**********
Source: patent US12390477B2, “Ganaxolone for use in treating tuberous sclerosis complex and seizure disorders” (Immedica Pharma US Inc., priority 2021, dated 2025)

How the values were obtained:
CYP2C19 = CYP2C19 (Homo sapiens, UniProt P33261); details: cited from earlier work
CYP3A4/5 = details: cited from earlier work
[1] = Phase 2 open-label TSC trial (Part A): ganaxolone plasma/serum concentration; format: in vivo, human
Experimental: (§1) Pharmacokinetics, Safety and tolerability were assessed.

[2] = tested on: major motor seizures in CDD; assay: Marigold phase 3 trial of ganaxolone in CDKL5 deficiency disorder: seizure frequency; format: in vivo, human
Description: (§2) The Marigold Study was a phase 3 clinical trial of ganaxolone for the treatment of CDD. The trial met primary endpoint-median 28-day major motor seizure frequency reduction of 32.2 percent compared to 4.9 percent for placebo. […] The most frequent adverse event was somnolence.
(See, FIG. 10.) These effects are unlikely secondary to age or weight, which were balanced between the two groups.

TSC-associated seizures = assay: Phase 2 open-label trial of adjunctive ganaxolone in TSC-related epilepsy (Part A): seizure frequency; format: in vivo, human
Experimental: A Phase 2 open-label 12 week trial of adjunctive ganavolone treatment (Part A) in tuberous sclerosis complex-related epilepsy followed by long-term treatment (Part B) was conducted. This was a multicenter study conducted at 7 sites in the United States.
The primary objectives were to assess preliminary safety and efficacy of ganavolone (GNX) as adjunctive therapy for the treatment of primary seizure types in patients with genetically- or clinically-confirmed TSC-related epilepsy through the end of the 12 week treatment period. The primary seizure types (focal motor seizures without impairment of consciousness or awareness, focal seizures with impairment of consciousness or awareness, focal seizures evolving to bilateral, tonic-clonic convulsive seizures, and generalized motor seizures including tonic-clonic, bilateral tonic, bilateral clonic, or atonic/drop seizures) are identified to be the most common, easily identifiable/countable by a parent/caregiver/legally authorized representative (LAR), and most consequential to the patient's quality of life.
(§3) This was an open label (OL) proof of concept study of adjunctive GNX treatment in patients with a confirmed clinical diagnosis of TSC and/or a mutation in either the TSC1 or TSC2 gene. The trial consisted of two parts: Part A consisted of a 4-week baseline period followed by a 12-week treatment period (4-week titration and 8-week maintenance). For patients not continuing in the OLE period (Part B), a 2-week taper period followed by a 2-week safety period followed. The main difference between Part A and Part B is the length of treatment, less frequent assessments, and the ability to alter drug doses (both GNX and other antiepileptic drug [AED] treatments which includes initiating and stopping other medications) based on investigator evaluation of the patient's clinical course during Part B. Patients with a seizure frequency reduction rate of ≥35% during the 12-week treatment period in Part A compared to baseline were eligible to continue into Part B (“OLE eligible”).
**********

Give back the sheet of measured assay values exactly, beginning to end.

Source: patent US12390477B2, “Ganaxolone for use in treating tuberous sclerosis complex and seizure disorders” (Immedica Pharma US Inc., priority 2021, dated 2025)

How the values were obtained:
CYP2C19 = CYP2C19 (Homo sapiens, UniProt P33261); details: cited from earlier work
CYP3A4/5 = details: cited from earlier work
[1] = Phase 2 open-label TSC trial (Part A): ganaxolone plasma/serum concentration; format: in vivo, human
Experimental: (§1) Pharmacokinetics, Safety and tolerability were assessed.

[2] = tested on: major motor seizures in CDD; assay: Marigold phase 3 trial of ganaxolone in CDKL5 deficiency disorder: seizure frequency; format: in vivo, human
Description: (§2) The Marigold Study was a phase 3 clinical trial of ganaxolone for the treatment of CDD. The trial met primary endpoint-median 28-day major motor seizure frequency reduction of 32.2 percent compared to 4.9 percent for placebo. […] The most frequent adverse event was somnolence.
(See, FIG. 10.) These effects are unlikely secondary to age or weight, which were balanced between the two groups.

TSC-associated seizures = assay: Phase 2 open-label trial of adjunctive ganaxolone in TSC-related epilepsy (Part A): seizure frequency; format: in vivo, human
Experimental: A Phase 2 open-label 12 week trial of adjunctive ganavolone treatment (Part A) in tuberous sclerosis complex-related epilepsy followed by long-term treatment (Part B) was conducted. This was a multicenter study conducted at 7 sites in the United States.
The primary objectives were to assess preliminary safety and efficacy of ganavolone (GNX) as adjunctive therapy for the treatment of primary seizure types in patients with genetically- or clinically-confirmed TSC-related epilepsy through the end of the 12 week treatment period. The primary seizure types (focal motor seizures without impairment of consciousness or awareness, focal seizures with impairment of consciousness or awareness, focal seizures evolving to bilateral, tonic-clonic convulsive seizures, and generalized motor seizures including tonic-clonic, bilateral tonic, bilateral clonic, or atonic/drop seizures) are identified to be the most common, easily identifiable/countable by a parent/caregiver/legally authorized representative (LAR), and most consequential to the patient's quality of life.
(§3) This was an open label (OL) proof of concept study of adjunctive GNX treatment in patients with a confirmed clinical diagnosis of TSC and/or a mutation in either the TSC1 or TSC2 gene. The trial consisted of two parts: Part A consisted of a 4-week baseline period followed by a 12-week treatment period (4-week titration and 8-week maintenance). For patients not continuing in the OLE period (Part B), a 2-week taper period followed by a 2-week safety period followed. The main difference between Part A and Part B is the length of treatment, less frequent assessments, and the ability to alter drug doses (both GNX and other antiepileptic drug [AED] treatments which includes initiating and stopping other medications) based on investigator evaluation of the patient's clinical course during Part B. Patients with a seizure frequency reduction rate of ≥35% during the 12-week treatment period in Part A compared to baseline were eligible to continue into Part B (“OLE eligible”).